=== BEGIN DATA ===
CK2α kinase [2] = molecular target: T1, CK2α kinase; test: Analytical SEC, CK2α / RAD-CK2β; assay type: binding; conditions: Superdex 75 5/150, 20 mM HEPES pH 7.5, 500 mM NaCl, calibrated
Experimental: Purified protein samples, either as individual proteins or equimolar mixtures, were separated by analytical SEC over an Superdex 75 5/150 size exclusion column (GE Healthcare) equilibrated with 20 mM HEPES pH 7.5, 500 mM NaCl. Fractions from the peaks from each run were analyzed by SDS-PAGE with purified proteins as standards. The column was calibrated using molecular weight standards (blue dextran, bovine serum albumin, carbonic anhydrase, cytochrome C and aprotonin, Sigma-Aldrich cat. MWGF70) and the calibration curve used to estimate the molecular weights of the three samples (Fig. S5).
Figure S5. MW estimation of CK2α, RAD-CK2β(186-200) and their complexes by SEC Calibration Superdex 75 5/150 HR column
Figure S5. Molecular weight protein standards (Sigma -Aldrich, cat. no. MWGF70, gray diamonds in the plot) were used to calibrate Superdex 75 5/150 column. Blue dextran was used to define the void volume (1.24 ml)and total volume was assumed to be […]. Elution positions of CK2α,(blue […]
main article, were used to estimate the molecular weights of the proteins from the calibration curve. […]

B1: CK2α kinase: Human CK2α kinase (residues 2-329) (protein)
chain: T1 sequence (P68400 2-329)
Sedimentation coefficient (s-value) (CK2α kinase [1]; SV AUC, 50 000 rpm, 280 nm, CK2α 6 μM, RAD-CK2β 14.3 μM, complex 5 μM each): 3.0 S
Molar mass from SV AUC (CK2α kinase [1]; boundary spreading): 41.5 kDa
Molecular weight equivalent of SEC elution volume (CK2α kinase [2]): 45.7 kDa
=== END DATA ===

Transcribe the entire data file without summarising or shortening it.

CK2α kinase [2] = molecular target: T1, CK2α kinase; test: Analytical SEC, CK2α / RAD-CK2β; assay type: binding; conditions: Superdex 75 5/150, 20 mM HEPES pH 7.5, 500 mM NaCl, calibrated
Experimental: Purified protein samples, either as individual proteins or equimolar mixtures, were separated by analytical SEC over an Superdex 75 5/150 size exclusion column (GE Healthcare) equilibrated with 20 mM HEPES pH 7.5, 500 mM NaCl. Fractions from the peaks from each run were analyzed by SDS-PAGE with purified proteins as standards. The column was calibrated using molecular weight standards (blue dextran, bovine serum albumin, carbonic anhydrase, cytochrome C and aprotonin, Sigma-Aldrich cat. MWGF70) and the calibration curve used to estimate the molecular weights of the three samples (Fig. S5).
Figure S5. MW estimation of CK2α, RAD-CK2β(186-200) and their complexes by SEC Calibration Superdex 75 5/150 HR column
Figure S5. Molecular weight protein standards (Sigma -Aldrich, cat. no. MWGF70, gray diamonds in the plot) were used to calibrate Superdex 75 5/150 column. Blue dextran was used to define the void volume (1.24 ml)and total volume was assumed to be […]. Elution positions of CK2α,(blue […]
main article, were used to estimate the molecular weights of the proteins from the calibration curve. […]

B1: CK2α kinase: Human CK2α kinase (residues 2-329) (protein)
chain: T1 sequence (P68400 2-329)
Sedimentation coefficient (s-value) (CK2α kinase [1]; SV AUC, 50 000 rpm, 280 nm, CK2α 6 μM, RAD-CK2β 14.3 μM, complex 5 μM each): 3.0 S
Molar mass from SV AUC (CK2α kinase [1]; boundary spreading): 41.5 kDa
Molecular weight equivalent of SEC elution volume (CK2α kinase [2]): 45.7 kDa